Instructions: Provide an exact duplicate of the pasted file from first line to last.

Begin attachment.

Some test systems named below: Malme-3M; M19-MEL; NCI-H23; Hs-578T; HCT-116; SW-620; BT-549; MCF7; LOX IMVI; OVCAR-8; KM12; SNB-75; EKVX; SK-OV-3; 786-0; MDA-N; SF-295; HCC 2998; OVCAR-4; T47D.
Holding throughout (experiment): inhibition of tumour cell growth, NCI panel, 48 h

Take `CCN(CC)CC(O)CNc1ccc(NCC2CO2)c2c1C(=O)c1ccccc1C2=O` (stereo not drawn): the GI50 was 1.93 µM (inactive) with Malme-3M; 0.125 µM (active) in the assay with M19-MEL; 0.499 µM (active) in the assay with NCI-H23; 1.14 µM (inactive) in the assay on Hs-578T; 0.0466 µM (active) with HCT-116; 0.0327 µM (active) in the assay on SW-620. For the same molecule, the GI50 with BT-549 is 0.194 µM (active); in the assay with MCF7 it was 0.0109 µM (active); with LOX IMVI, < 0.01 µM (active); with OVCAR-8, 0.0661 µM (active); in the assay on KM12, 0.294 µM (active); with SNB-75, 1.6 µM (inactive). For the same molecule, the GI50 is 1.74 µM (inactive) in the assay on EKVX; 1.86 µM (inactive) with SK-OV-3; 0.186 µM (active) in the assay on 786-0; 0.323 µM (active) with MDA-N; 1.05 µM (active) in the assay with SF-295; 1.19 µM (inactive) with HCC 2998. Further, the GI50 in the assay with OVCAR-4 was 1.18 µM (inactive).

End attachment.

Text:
Some test systems named below: Malme-3M; M19-MEL; NCI-H23; Hs-578T; HCT-116; SW-620; BT-549; MCF7; LOX IMVI; OVCAR-8; KM12; SNB-75; EKVX; SK-OV-3; 786-0; MDA-N; SF-295; HCC 2998; OVCAR-4; T47D.
Holding throughout (experiment): inhibition of tumour cell growth, NCI panel, 48 h

Take `CCN(CC)CC(O)CNc1ccc(NCC2CO2)c2c1C(=O)c1ccccc1C2=O` (stereo not drawn): the GI50 was 1.93 µM (inactive) with Malme-3M; 0.125 µM (active) in the assay with M19-MEL; 0.499 µM (active) in the assay with NCI-H23; 1.14 µM (inactive) in the assay on Hs-578T; 0.0466 µM (active) with HCT-116; 0.0327 µM (active) in the assay on SW-620. For the same molecule, the GI50 with BT-549 is 0.194 µM (active); in the assay with MCF7 it was 0.0109 µM (active); with LOX IMVI, < 0.01 µM (active); with OVCAR-8, 0.0661 µM (active); in the assay on KM12, 0.294 µM (active); with SNB-75, 1.6 µM (inactive). For the same molecule, the GI50 is 1.74 µM (inactive) in the assay on EKVX; 1.86 µM (inactive) with SK-OV-3; 0.186 µM (active) in the assay on 786-0; 0.323 µM (active) with MDA-N; 1.05 µM (active) in the assay with SF-295; 1.19 µM (inactive) with HCC 2998. Further, the GI50 in the assay with OVCAR-4 was 1.18 µM (inactive).